Talk about your customers, not you!
Here’s a common problem we face when talking to clients.
They have a great product, at a reasonable price, and they are positioned well in the market. They want to expand and so they create marketing materials that focus on the strengths of the product/service and them as a company.
Your customers do want to hear about you and your product/service, but what they really want to know is what will it do for them. These two things may overlap but there is a subtle difference.
This often stems from a very simple problem …
…experts are focused on their expertise
This is perhaps obvious. When you start a business, you are focused on developing the product/service and your ability to deliver it. Naturally, you do consider the customer but only in terms of their requirements and your ability to fulfil them. This is the basis of any business.
Over the years we’ve worked with several highly specialised companies, in a variety of sectors – pest control, finance, industrial research, publishing, online entrepreneurs, forestry and timber, etc. Some of the people working in these businesses have a natural flare for promotion; you can put them in front of the camera, and they shine. But that isn’t always the case.
…and why should it be?
They have built a successful business through hard work and an intrinsic knowledge of their product, industry and market. They are focused on their product/service because without that there is no business. Thinking in this way becomes their default position, because it is the way they have always worked, and it has always worked for them.
This is the ideal way to start a business but once you have captured your immediate market, what do you do?
Too many businesses will fall back on this default way of thinking.
Over the years, I have received so many proposals from clients that essentially use this structure:
Our business is the best
Our product/service is great
It is the most advanced/cheapest, etc.
You should buy our product
Here are our contact details
1, 2 and 3 may be interchangeable but essentially this is the structure we see again and again.
I cannot deny it does follow a logical structure and it does end with the all-important call-to-action with contact details. The only problem is they probably won’t reach the end because they will have switched off during the first line.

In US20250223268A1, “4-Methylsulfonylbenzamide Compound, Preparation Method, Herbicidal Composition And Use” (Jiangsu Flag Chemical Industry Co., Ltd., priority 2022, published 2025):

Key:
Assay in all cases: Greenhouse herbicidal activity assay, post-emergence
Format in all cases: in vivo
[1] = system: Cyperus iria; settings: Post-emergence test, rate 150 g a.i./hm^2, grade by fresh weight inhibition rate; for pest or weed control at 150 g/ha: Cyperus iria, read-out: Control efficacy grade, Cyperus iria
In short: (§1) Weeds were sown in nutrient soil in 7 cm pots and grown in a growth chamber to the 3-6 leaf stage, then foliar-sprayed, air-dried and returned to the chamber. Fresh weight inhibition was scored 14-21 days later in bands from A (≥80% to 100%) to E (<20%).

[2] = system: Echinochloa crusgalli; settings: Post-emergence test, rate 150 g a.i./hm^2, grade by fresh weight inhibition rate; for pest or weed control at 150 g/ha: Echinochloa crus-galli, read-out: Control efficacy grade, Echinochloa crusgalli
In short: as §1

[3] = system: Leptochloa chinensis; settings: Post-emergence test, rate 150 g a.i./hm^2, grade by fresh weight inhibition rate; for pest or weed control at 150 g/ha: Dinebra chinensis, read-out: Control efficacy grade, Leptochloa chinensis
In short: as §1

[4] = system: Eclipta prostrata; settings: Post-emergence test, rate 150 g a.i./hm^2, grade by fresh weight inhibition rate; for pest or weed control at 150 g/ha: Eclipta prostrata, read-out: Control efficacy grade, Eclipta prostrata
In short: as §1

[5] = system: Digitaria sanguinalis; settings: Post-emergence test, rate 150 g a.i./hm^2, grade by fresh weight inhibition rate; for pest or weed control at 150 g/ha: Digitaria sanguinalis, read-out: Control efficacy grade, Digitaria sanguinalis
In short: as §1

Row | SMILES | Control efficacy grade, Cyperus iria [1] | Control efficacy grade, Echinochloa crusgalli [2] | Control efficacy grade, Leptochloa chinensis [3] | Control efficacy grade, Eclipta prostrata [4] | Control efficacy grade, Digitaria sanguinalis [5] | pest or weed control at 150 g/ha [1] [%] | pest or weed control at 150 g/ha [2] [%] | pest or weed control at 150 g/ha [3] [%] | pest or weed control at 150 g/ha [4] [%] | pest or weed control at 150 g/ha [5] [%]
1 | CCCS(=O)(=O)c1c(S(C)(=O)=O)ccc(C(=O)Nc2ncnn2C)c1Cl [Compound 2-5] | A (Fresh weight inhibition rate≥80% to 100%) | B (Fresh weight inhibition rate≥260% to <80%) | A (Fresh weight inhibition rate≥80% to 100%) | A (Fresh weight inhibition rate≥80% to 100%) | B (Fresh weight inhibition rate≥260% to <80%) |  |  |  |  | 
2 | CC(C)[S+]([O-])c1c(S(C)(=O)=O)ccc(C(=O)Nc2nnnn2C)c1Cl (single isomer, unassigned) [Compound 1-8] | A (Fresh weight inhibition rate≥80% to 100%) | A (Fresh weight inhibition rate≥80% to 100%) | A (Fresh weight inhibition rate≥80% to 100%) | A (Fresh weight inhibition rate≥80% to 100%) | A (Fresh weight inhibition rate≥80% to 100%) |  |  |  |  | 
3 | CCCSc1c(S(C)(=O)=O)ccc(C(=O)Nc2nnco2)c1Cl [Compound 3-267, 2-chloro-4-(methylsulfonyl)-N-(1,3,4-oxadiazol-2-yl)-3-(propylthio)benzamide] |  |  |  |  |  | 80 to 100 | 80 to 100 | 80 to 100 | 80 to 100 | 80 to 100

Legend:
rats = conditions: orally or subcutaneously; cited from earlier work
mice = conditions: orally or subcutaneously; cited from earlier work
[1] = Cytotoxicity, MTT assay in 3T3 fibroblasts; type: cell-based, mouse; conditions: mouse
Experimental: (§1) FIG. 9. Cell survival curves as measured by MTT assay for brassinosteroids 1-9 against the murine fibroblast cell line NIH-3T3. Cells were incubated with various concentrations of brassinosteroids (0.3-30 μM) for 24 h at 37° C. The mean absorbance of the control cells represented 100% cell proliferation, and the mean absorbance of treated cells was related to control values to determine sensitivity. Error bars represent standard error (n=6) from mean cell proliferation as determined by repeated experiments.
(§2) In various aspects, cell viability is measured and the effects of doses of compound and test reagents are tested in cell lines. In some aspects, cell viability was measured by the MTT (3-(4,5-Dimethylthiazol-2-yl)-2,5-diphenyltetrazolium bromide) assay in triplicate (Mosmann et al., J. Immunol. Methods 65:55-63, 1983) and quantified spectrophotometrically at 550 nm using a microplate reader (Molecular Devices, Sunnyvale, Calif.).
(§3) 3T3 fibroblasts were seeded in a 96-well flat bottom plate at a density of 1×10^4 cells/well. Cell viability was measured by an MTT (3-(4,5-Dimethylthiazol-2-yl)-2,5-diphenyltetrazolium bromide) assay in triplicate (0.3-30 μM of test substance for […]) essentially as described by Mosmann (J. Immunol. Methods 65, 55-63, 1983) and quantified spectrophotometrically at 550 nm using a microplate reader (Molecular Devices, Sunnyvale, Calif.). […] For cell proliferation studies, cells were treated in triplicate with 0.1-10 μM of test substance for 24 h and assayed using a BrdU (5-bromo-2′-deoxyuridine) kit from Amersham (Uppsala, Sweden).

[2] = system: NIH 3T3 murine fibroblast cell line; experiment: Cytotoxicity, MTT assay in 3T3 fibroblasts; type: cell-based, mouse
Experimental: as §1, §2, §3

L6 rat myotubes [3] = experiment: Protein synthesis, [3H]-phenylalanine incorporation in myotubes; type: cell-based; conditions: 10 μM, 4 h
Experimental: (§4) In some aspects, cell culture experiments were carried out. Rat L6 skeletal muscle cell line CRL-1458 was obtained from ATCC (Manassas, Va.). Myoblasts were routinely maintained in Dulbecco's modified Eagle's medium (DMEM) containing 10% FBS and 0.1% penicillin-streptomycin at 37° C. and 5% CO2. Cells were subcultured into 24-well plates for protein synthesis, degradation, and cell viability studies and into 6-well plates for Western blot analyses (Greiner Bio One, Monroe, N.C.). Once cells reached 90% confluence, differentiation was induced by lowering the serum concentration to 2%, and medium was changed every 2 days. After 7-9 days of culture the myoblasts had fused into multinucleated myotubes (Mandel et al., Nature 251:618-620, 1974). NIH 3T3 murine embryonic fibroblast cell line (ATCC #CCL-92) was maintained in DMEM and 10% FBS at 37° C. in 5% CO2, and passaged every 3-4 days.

Just as any business selling a product is naturally focused on themselves, so is the potential customer. They want to know what the product will do for them and the best way to grab their attention is to make a statement that resonates with them. It could be:
They need greater efficiencies
They want a cheaper alternative
Their industry/sector is facing a problem
If you can identify their problem, you get their interest. Now you can tell them about your product. Not about its development, etc. but about what it will do for them. For example, it will solve the industry problem or reduce time to market.
They now know your product will do the job, but you haven’t made them desire it. This is the place where you can talk about the ground-breaking nature of your product or how it brings cost-saving benefits. You might also want to mention your company’s success to build a context in which that desire can exist.
They know how you understand their problem. They also know your product will do the job. They even know that in a crowded market your product or service is the best one for them. What they need now is a call-to-action:
Contact us today
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Attention, Interest, Desire, Action – AIDA.
When you want to grow your business, make sure you always start by considering what the customer wants rather than how good your product is.
If you need help with your marketing campaign, contact Suzi Christie on 07590 591140 or email@example.com